Increased risk of wound infection?

[relative risk]

Are the groups different?

How precise is measure of association?

slide40

Is the risk of wound infection really different, or were the observed differences just due to “the luck of the draw”?

Wound Infection

Cumulative

Incidence

Yes No

5.3%

Yes

7 124 131

(7/131)

Had Incidental

Appendectomy

1.3%

No

1 78 79

(1/79)

8 202 210 Subjects

Do incidental appendectomy?

RR = 7/131 = 5.3 = 4.2

1/79 1.3

slide41

What would the null hypothesis be for the study on wound infections after incidental appendectomy?

slide42

How confident are we that the groups are different?

How accurate is this estimate?

The “null” value; i.e., no difference.

Estimated RR = 4.2

0 1.0 10

Possible values of RR or OR

slide43

Null Hypothesis (H0): the groups are not different

      • H0: Incid. Infectionexposed = Incid. infection not exposed
  • or H0: RR = 1.0 (or OR = 1)
  • or H0: RD = 0
  • or H0: Attrib. fraction = 0

Alternative Hypothesis (HA): the groups are different

      • HA: RR or OR = 1.0
  • or HA: RD = 0
  • or HA: Attrib. fraction = 0
statistical testing1

1.3%

5.3%

No appy. Appendectomy

Statistical Testing

How do we decide if they are really different or the differences were just due to chance?

If the null hypothesis were true, what would be the probability of getting a difference this great (or greater) just by chance (random error)?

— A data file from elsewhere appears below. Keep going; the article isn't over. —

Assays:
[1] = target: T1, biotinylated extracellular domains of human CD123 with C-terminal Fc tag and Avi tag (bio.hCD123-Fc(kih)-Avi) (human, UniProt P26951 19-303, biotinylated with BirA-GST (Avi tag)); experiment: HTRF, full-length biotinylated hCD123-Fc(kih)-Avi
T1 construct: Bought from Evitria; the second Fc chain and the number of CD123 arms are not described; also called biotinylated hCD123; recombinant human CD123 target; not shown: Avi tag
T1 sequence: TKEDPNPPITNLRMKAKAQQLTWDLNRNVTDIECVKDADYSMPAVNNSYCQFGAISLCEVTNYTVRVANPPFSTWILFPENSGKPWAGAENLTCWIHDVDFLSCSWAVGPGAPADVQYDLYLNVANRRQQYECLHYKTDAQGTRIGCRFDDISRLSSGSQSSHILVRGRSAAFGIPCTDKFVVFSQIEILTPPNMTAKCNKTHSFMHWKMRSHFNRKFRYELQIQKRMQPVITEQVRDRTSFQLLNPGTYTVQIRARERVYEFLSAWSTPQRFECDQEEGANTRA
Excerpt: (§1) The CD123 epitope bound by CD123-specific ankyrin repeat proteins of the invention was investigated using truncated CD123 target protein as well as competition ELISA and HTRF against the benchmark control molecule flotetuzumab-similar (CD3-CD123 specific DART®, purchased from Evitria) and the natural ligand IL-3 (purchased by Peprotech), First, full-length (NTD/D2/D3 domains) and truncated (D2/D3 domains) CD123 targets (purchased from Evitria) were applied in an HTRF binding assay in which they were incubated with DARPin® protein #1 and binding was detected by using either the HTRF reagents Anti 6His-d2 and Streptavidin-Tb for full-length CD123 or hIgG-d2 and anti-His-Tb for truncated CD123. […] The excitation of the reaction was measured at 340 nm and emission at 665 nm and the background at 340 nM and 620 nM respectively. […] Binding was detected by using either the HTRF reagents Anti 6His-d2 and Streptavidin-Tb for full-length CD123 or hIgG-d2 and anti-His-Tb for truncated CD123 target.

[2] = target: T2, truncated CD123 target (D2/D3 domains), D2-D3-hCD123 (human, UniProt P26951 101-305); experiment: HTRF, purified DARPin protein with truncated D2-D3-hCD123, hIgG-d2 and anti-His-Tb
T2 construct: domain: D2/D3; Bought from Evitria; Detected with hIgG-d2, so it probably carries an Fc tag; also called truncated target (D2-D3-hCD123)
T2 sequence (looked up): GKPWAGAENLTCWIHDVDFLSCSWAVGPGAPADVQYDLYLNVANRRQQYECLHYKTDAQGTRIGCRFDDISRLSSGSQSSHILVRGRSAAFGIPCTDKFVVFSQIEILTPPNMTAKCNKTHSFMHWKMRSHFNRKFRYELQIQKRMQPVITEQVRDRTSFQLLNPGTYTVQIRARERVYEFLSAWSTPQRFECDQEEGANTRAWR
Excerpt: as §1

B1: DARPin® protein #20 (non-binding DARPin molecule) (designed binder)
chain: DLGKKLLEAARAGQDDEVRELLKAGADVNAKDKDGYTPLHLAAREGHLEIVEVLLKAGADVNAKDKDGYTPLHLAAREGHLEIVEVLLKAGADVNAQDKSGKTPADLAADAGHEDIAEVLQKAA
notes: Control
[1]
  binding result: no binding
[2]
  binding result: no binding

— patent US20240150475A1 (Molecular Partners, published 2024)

slide45

5

(62% of 8)

126

3

(38% of 8)

76

If the Null Hypothesis Were True, What Would You Have Expected?

Expected if no association (Null Hypothesis)

Observed Data:

Infection

No Inf.

Infection

No Inf.

Appy

Appy

7

124

131 (62%)

No

Appy

No

Appy

1

78

79 (38%)

8

202

210 total

  • How big a difference was there between what you expected under the null hypothesis and what was observed?
  • If the null hypothesis were true, what is the probability of seeming a difference this big just due to sampling variability (the luck of the draw)?
slide46

5

(62% of 8)

126

3

(38% of 8)

76

If the Null Hypothesis Were True, What Would You Have Expected?

Expected if no association:

Observed Data:

Infection

No Inf.

Infection

No Inf.

Appy

Appy

7

124

131 (62%)

No

Appy

No

Appy

1

78

79 (38%)

8

202

210 total

Expected with

null hypothesis

c2 = S (O-E)2

E

= 2.24

If the null hypothesis were true, there would be a 13% probability of obtaining a difference this big (or bigger) just by chance (“luck of the draw”).

p = 0.13

(“p-value”)

slide47

Observed

Data:

Person-Years

of Observation

Death

Yes

No

+

30

-

699

-

36

-

1,399

66

2,098 total

Chi Squared Test with Person-Years of Observation

c2 = S (O-E)2

E

slide48

Death

Yes

No

-

+

30

-

-

-

36

-

c2 = 82 + 82 =2.91 + 1.45 = 4.36

22 44

(p < 0.05)

Chi Squared Test with Person-Years of Observation

Data Expected

by Chance:

Observed

Data:

33% of 66 = 22

Death

Yes

No

Expected with

null hypothesis

22

+

699 (33%)

-

44

1,399 (67%)

67% of 66 = 44

66

2,098 total

c2 = S (O-E)2

E

slide49

c2 = S (O-E)2

E

= 2.24

p = 0.13

Caution: c2 Test Exaggerates Significance with Small Samples

Expected with null hypothesis:

Infection

No Inf.

Appy

5

126

No

Appy

3

76

Fisher’s Exact Test (for small samples, i.e. if expected number in any cell is <5):

Here, p = 0.26 with Fisher’s.

Fisher’s requires an iterative calculation that is tough for a spreadsheet. See http://www.langsrud.com/fisher.htm for a 2x2 table that performs Fisher’s Exact Test.